Risk of gastrointestinal adverse events associated with glucagon-like peptide-1 receptor agonists for weight los
The risk for prostate cancer and its more aggressive forms have been associated with obesity (i.e., the metabolic syndrome), and generally, men are encouraged to lose weight to reduce this risk factor. Recently, several anti-diabetes drugs have become increasingly popular to achieve weight loss.
A research letter published in the Journal of the American Medical Association (JAMA) reported that the popular new medicines called glucagon-like peptide-1 (GLP-1) agonists (e.g., Ozempic, Trulicity, Saxenda, Victoza, Rybelsus, Wegovy, Adlyxin, Byueon Bcise, Tanzeum, Byetta, etc.) used to flush glucose from the blood stream in patients with Type 2 diabetes as second-line therapy in combination with other antidiabetic therapy such as metformin, sulfonylureas, thiazolidinediones or insulin when used for weight loss was associated with an increased risk of pancreatitis, slow emptying of the stomach (gastroparesis), and bowel obstruction but not biliary disease. This study compared GLP-1 agonists compared with the use of another unrelated drug also sometimes used for weight loss (buprioion-naltrexone – Wellbutrin).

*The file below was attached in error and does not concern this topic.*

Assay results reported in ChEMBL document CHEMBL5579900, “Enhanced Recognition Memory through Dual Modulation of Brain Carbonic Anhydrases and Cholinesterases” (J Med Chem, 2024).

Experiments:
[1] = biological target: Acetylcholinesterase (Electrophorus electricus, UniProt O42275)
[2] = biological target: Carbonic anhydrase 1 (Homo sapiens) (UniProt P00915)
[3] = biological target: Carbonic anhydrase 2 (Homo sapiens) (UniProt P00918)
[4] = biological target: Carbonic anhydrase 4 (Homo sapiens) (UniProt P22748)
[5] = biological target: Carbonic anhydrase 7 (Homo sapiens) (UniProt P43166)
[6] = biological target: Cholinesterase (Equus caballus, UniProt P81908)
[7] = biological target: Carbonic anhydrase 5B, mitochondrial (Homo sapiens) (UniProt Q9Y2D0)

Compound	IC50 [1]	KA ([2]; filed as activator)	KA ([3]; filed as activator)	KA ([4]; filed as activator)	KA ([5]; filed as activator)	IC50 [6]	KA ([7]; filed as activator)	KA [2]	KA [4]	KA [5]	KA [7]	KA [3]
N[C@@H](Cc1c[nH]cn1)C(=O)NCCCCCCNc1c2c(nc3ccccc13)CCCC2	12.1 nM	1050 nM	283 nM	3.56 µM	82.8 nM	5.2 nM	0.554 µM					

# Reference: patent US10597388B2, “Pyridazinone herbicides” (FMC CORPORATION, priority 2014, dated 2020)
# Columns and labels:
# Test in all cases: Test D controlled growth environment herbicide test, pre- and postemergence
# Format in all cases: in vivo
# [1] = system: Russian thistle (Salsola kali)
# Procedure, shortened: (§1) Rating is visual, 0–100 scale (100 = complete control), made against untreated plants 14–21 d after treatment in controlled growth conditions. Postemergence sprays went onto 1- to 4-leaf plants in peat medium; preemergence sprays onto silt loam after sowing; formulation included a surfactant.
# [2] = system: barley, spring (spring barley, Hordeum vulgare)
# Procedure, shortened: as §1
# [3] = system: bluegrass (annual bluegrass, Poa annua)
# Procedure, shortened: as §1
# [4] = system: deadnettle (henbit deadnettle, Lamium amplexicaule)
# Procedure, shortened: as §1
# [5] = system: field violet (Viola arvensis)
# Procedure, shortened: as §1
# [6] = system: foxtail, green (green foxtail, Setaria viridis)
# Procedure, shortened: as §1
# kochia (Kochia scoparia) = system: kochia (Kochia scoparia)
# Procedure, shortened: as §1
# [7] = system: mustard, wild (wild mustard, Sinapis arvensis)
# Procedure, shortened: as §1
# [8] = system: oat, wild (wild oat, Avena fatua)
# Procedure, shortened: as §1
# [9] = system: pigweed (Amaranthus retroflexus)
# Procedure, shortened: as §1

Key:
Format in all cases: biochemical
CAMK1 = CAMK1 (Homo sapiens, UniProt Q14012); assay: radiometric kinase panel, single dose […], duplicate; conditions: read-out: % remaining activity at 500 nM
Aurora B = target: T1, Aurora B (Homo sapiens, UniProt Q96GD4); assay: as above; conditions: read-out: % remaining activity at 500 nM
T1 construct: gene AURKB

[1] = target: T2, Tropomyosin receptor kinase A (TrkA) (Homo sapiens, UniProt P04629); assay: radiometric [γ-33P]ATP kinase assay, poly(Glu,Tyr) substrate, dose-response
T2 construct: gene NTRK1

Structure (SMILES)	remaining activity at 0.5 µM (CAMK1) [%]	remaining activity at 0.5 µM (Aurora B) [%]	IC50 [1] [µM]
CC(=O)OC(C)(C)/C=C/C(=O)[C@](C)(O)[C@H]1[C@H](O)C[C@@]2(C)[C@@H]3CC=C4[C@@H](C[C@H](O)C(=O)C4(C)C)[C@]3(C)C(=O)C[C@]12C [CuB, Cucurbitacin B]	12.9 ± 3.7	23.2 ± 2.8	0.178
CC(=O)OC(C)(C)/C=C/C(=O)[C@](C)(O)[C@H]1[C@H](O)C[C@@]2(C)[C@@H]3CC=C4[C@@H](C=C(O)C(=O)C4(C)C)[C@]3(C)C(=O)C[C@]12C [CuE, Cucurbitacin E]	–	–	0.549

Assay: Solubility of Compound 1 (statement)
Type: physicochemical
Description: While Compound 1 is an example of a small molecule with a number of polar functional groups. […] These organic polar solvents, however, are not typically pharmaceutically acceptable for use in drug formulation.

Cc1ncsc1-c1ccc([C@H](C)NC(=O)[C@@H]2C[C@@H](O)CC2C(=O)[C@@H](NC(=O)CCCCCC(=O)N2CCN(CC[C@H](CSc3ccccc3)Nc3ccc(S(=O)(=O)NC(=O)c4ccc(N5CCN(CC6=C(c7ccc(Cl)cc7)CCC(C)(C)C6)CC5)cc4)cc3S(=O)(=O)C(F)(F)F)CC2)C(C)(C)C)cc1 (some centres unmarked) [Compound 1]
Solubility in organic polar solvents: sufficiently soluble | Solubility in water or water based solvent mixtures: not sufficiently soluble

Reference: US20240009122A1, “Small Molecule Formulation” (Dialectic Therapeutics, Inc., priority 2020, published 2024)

Given the wide use of these drugs, these adverse events, although rare, must be considered by patients who are contemplating using the drugs for weight loss because the risk-benefit ratio for this group might differ from that of those who use them for diabetes.
Published Online: October 5, 2023. Sodhi, M et al, doi:10.1001/jama.2023.19574